Ulster Unionist Danny Kinahan, who was best man at victim Anthony Daly's wedding

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Media captionUUP MLA Danny Kinahan served in the Household Cavalry with Lt Anthony Daly

"I was horrified when it first came through and I felt angry, and then you think, hang on, what has been going on?

"We've basically got a cock-up and we need to investigate and find out what went wrong and who is really wanted."

Traditional Unionist Voice leader Jim Allister

"This judgement is another indication of the price being paid by innocent victims for the so-called peace process. It lifts the lid on some of the rotten skulduggery involved.

"The scale of the concessions to republicans is simply unbelievable.

"It is outrageous that the government should pervert the course of justice by giving those wanted for terrorist offenses a get out of jail free card."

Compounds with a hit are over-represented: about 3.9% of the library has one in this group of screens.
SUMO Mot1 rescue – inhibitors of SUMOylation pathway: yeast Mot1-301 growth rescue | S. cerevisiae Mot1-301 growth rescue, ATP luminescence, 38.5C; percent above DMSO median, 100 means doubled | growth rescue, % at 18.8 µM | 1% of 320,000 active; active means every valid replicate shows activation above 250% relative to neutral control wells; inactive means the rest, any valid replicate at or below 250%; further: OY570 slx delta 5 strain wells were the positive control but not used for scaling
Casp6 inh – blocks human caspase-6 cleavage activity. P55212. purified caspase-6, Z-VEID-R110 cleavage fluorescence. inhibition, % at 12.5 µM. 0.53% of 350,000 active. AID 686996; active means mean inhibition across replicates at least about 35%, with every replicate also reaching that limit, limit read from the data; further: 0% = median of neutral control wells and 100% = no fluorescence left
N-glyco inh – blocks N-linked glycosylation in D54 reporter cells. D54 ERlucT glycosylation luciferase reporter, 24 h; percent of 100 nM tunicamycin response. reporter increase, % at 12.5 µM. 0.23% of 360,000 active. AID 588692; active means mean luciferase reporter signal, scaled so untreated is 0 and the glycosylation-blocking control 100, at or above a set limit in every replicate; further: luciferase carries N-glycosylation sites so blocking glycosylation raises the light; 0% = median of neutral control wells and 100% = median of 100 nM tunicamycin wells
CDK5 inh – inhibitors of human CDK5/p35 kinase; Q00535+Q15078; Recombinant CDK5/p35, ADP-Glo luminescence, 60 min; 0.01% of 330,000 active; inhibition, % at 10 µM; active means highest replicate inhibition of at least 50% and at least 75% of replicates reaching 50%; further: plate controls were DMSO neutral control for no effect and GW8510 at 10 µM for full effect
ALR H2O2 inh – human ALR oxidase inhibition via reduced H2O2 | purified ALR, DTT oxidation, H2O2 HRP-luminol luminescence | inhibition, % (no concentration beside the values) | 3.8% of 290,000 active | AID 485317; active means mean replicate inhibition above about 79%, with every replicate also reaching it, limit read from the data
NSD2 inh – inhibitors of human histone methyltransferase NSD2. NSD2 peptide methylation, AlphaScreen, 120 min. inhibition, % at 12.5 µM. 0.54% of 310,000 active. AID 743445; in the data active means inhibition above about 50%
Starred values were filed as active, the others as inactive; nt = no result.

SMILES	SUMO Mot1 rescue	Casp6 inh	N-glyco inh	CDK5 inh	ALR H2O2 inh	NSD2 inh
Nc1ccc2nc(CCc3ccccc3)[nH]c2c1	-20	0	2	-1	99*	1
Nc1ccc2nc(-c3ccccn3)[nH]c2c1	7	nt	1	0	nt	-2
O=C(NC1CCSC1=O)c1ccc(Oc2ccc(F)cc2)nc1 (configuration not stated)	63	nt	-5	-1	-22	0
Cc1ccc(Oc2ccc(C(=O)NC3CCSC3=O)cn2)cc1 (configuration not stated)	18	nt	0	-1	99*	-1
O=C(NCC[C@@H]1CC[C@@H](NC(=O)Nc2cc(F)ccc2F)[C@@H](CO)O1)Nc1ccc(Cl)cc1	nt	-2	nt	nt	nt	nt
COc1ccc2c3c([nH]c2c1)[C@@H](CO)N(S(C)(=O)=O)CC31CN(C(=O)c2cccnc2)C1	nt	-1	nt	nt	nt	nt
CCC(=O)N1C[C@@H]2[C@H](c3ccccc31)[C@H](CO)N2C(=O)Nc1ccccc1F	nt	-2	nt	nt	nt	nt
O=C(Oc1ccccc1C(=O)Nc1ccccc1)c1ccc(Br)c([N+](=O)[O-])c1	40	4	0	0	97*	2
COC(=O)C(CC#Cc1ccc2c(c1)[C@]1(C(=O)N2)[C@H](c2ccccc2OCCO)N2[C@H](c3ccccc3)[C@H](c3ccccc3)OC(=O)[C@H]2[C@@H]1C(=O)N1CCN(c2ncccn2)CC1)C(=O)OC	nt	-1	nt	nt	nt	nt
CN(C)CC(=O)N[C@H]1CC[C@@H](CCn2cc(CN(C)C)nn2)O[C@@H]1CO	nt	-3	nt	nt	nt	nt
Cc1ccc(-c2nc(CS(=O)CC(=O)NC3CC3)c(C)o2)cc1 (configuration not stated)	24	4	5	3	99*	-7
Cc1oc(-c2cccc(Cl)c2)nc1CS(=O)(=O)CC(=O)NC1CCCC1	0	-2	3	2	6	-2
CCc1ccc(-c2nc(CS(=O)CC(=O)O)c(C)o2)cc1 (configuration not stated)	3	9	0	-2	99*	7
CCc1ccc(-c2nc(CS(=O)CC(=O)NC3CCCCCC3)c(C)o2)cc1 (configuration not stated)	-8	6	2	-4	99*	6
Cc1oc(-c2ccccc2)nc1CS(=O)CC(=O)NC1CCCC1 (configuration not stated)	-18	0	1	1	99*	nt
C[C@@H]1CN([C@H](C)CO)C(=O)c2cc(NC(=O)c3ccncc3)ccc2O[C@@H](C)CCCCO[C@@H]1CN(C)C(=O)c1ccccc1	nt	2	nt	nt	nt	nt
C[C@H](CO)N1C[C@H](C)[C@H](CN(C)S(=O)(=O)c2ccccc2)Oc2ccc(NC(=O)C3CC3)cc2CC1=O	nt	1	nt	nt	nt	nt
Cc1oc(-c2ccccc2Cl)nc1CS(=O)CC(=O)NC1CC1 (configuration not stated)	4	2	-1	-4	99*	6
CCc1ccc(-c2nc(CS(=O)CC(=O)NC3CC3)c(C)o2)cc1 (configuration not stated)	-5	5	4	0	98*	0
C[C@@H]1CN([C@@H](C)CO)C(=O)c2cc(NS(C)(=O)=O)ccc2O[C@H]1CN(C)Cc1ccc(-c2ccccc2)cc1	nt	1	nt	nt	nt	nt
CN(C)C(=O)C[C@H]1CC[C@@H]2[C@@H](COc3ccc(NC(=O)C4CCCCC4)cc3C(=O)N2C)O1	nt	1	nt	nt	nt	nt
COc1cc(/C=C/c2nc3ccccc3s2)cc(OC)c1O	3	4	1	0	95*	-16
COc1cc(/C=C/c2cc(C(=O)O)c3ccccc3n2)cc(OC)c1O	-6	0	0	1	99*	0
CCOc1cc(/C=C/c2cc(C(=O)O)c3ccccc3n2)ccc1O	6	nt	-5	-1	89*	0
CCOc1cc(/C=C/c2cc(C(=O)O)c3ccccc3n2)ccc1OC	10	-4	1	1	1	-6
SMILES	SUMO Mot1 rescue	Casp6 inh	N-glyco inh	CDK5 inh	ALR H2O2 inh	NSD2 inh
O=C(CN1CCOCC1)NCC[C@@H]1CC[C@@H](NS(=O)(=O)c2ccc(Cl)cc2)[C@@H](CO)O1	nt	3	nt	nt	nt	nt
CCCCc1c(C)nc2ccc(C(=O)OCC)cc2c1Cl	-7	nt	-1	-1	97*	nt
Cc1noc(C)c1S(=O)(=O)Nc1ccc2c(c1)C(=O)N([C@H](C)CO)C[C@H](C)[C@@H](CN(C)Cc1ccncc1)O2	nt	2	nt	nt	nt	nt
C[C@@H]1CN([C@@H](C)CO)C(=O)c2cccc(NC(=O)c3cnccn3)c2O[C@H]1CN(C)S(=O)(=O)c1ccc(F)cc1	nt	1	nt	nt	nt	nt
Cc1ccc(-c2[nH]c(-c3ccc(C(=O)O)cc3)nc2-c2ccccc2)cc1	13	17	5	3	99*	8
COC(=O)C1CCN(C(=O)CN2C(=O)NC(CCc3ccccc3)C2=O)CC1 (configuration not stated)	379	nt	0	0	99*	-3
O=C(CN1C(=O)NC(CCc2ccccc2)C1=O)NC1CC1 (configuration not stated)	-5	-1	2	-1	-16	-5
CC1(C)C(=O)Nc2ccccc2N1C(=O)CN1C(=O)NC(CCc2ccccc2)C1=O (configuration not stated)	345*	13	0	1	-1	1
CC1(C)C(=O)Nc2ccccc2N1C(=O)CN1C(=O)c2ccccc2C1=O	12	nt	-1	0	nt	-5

Ulster Unionist justice spokesperson Tom Elliott

"This news is an appalling indictment of Peter Hain and the past Labour government in their behind-the-scenes dealings. It also raises questions about who was involved in this decision-making process.

"The scale of this is breathtaking. We are not talking about an isolated cases but 187 letters issued.

"John Downey was wanted by the Metropolitan Police in connection with a brutal and savage crime. No piece of paper should be allowed to shield him from justice."

Alliance Party MLA Stewart Dickson

"This judgement has clearly caused enormous hurt and bitter disappointment to the families and victims of the Hyde Park bombing.

"Alliance has consistently opposed any amnesty in respect of crimes committed during the Troubles.